The newest project, which as yet has no "name," is at 115-119 Norfolk Street on the site of a vacant lot and a three-story building that is now being demolished.

    It has been designed by Grzywinski Pons Architects, the firm that designed THOR (The Hotel on Rivington Street) nearby at 107 Rivington Street, a handsome, green-glass, 20-story mid-block tower that has a "womb-like" entrance, and interiors that are both wild and elegant.

    The design of 115-119 Norfolk Street calls for a 7-story building with 24 apartments. Architect Matthew Grzywinksi told CityRealty.Com today that the building will "most likely" be a condominium project. He said the developer is Zeyad Aly and that the project is likely to be completed late next year or early 2007.

    Mr. Grzywinksi said that his firm had been working on the project before it learned about the "Blue" project. "When we saw it, we chuckled," he said, adding that the street’s "concentration" of new projects is "a hot bed for progressive architecture."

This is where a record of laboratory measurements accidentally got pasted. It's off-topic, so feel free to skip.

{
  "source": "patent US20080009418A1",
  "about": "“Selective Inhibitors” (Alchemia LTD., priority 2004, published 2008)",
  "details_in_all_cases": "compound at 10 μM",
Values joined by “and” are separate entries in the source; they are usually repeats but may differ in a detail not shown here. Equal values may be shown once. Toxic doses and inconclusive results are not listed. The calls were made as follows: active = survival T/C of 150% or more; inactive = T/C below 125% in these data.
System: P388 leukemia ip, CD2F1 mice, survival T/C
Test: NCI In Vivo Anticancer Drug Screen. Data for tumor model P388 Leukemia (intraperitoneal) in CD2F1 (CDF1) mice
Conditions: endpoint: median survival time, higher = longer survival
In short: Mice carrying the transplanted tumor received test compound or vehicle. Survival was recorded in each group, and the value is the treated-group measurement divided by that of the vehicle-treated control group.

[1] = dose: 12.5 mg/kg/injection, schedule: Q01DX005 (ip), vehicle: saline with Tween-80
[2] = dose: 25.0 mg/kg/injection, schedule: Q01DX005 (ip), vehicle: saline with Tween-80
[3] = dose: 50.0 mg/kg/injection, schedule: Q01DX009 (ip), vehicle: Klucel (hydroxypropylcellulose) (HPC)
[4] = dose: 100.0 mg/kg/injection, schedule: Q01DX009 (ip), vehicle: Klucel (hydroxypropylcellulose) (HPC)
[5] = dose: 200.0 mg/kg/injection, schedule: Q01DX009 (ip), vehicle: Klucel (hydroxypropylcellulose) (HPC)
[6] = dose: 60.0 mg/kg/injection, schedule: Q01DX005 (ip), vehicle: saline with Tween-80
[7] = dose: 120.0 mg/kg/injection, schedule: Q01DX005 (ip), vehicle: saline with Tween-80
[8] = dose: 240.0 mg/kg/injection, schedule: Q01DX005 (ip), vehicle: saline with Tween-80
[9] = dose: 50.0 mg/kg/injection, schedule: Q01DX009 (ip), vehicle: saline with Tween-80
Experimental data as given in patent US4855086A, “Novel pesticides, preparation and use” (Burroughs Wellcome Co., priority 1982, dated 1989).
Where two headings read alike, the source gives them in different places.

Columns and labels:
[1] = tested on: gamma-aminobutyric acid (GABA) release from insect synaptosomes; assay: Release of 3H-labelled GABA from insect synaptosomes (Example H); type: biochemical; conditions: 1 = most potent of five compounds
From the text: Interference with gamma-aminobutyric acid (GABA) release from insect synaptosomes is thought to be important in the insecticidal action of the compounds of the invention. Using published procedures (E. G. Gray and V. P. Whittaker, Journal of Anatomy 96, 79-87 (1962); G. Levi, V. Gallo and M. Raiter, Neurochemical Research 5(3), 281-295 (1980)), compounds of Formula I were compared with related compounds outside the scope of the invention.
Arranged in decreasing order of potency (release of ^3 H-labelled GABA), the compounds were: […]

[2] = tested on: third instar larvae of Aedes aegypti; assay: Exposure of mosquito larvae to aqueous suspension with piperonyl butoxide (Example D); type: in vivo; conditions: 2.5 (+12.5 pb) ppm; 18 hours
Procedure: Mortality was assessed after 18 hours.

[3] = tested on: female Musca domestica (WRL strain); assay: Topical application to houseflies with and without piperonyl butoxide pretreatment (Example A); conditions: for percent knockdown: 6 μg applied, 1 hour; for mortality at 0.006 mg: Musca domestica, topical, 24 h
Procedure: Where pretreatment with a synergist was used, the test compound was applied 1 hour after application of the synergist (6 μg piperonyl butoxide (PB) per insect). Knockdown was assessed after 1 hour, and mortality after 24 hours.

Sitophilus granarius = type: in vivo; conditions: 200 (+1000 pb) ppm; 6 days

115 Norfolk Street will be distinguished by an open-top atrium entrance and by its random design of fretted glass windows.

    The atrium is slightly off-center to the south of the building’s frontage on Norfolk Street. The atrium will be enclosed in glass on Norfolk Street but its west wall is angled upwards and towards the west and rises a bit above the roofline. The atrium’s top is open to the sky and the angled west wall is somewhat reminiscent of the Austrian Cultural Institute at 11 East 52nd Street designed by Raimund Abraham and opened in 2000.

    Apartments that overlook the atrium will have the same fretted glass windows as the Norfolk Street façade. Mr. Grzywinksi said that these windows will have random "cloud" shapes in angled fretted designs. This decorative touch is somewhat reminiscent of Lindy Roy’s sinuously-shaped balcony "amoeba-shaped" scrims for a new project now under construction at 519 West 23rd Street known as Highline 519.

    These projects herald an important new phase in the city of architectural ornamentation that makes a return to decorative motifs, albeit often high-tech and modernistic.